Working too hard, committing the "terrorism of gossip" and having a funereal face are three of 15 "ailments" of the Vatican Curia criticised by Pope Francis in his annual Christmas greetings to the cardinals bishops and priests.

Urging reforms to the governance of the Catholic Church, the Argentine pontiff listed what he believes are the most compelling issues he will work to resolve in the new year.

Here is the list of the 15 ailments identified by the Pope:

1) Feeling immortal or indispensable. "A Curia that doesn't criticise itself, that doesn't update itself, that doesn't seek to improve itself is a sick body," Francis said, suggesting those who suffer from this illness go and visit a cemetery as a reminder of what has become of many who believed they were powerful and immortal.

2) Working too hard. "Rest for those who have done their work is necessary, good and should be taken seriously," he said. "Neglecting the necessary rest causes stress and anxiety."

3) Becoming spiritually and mentally hardened. "It's dangerous to lose that human sensibility that lets you cry with those who are crying, and celebrate those who are joyful," Francis said.

4) Planning too much. "Preparing things well is necessary, but don't fall into the temptation of trying to close or direct the freedom of the Holy Spirit, which is bigger and more generous than any human plan," Francis said.

5) Working without coordination. Francis told the curia that individualism turns the church in an orchestra that produces noise: "When the foot tells the hand, 'I don't need you' or the hand tells the head 'I'm in charge'."

6) Having "spiritual Alzheimer's". Francis said those affected "have forgotten their encounter with the Lord... in those who depend completely on their here and now, on their passions, whims and manias, in those who build walls around themselves and become enslaved to the idols that they have built with their own hands".

7) Being rivals or boastful. The pontiff said this illness symptoms can be detected "when appearances, the colour of garments and honorific titles become the primary objective of life".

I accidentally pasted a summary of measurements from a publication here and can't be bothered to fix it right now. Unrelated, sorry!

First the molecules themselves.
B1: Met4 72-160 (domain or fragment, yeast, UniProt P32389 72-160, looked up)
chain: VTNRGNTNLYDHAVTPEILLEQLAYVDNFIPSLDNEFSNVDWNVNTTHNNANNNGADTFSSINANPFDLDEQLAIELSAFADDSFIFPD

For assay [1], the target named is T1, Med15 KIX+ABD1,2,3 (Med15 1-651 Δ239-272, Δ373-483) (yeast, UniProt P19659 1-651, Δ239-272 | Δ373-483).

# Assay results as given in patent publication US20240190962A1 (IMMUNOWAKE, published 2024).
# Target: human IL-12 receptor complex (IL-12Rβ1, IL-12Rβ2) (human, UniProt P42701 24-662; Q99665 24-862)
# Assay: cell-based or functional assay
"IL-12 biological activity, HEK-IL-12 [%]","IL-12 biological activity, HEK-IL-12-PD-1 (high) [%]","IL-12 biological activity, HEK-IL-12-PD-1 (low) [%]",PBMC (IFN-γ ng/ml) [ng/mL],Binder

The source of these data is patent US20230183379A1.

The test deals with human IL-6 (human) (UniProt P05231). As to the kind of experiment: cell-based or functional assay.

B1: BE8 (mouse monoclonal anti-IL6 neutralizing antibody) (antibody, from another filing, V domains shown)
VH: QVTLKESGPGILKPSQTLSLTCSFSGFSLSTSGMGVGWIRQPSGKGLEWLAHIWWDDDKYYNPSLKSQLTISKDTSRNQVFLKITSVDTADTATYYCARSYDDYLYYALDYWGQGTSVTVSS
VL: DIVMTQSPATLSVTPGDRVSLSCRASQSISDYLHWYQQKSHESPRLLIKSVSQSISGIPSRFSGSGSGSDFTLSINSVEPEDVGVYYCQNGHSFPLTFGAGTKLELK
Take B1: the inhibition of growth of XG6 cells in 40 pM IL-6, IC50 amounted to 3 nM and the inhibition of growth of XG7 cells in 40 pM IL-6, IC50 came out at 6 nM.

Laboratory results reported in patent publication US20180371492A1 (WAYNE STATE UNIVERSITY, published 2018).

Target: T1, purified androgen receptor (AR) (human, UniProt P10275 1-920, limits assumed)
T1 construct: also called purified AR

8) Suffering from "existential schizophrenia". Francis used this metaphor to slam the Vatican's bureaucracy.

"It's the sickness of those who live a double life, fruit of hypocrisy that is typical of mediocre and progressive spiritual emptiness that academic degrees cannot fill. It's a sickness that often affects those who, abandoning pastoral service, limit themselves to bureaucratic work, losing contact with reality and concrete people," he said.

9) Committing the "terrorism of gossip". "It's the sickness of cowardly people who, not having the courage to speak directly, talk behind people's backs," he said.

10) Glorifying bosses. Those affected are hard-line careerists and opportunists, according to the Pope.

"It's the sickness of those who court their superiors, hoping for their benevolence," he said. "They honour people who aren't God."

11) Being indifferent to others. This occurs when "one thinks only about himself and loses the truthfulness and the warmth of human relations," Francis said. "When, out of jealousy or cunning, one finds joy in seeing another fall rather than helping him up and encouraging him."

12) Having a "funereal face". "In reality, theatrical severity and sterile pessimism are often symptoms of fear and insecurity. The apostle must be polite, serene, enthusiastic and happy and transmit joy wherever he goes," Francis said.

13) Wanting more. "When the apostle tries to fill an existential emptiness in his heart by accumulating material goods, not because he needs them but because they male him feel more secure."

14) Forming "closed circles". Francis seemingly used this "aliment" to criticise factions and small groups inside the Curia. "This sickness always starts with good intentions but as time goes by, it enslaves its members by becoming a cancer that threatens the harmony of the body and causes so much bad — scandals — especially to our younger brothers," he said.

15) Seeking worldly profit and showing off.

"It's the sickness of those who insatiably try to multiply their powers and to do so are capable of calumny, defamation and discrediting others, even in newspapers and magazines, naturally to show themselves as being more capable than others," Francis concluded.